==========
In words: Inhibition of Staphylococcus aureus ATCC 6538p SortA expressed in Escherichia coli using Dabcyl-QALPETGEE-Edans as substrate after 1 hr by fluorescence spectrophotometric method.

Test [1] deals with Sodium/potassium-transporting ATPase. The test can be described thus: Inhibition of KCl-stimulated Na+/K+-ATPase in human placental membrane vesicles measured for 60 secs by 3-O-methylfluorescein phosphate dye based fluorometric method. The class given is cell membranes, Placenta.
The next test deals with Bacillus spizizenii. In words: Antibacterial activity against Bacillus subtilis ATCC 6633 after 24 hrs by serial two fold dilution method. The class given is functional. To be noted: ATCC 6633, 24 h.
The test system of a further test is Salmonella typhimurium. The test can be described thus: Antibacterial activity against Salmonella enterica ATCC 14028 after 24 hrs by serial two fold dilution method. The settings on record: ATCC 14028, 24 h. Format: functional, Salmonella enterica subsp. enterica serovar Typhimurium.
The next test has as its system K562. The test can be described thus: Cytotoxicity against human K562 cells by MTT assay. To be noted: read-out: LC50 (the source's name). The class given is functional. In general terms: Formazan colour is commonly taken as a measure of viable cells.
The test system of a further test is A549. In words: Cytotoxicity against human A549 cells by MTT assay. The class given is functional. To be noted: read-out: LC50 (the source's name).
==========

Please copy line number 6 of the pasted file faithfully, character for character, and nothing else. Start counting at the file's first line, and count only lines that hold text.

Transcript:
The test system of a further test is A549. In words: Cytotoxicity against human A549 cells by MTT assay. The class given is functional. To be noted: read-out: LC50 (the source's name).